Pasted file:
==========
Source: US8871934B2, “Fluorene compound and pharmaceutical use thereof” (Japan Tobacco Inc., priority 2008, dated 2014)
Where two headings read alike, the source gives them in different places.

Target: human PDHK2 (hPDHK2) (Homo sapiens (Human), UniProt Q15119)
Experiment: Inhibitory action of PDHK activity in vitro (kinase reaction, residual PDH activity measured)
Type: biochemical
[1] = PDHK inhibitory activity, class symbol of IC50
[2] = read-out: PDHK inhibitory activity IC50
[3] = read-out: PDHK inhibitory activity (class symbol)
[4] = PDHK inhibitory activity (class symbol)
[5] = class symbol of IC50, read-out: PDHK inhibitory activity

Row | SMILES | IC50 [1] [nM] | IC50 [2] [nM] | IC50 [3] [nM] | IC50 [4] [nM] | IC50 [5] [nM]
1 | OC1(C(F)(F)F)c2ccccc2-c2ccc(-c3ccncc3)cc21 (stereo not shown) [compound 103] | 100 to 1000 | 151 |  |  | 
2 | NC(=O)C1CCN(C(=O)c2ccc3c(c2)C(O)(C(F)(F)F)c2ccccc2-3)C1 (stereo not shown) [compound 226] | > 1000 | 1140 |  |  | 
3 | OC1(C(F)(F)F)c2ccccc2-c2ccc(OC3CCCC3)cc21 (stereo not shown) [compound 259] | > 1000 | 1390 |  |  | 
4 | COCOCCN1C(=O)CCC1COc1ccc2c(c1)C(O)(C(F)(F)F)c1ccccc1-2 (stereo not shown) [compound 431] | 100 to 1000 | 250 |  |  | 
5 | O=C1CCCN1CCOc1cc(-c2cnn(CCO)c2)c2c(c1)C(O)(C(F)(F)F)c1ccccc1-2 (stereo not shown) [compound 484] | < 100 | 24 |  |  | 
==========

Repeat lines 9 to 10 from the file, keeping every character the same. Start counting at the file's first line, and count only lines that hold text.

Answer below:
[4] = PDHK inhibitory activity (class symbol)
[5] = class symbol of IC50, read-out: PDHK inhibitory activity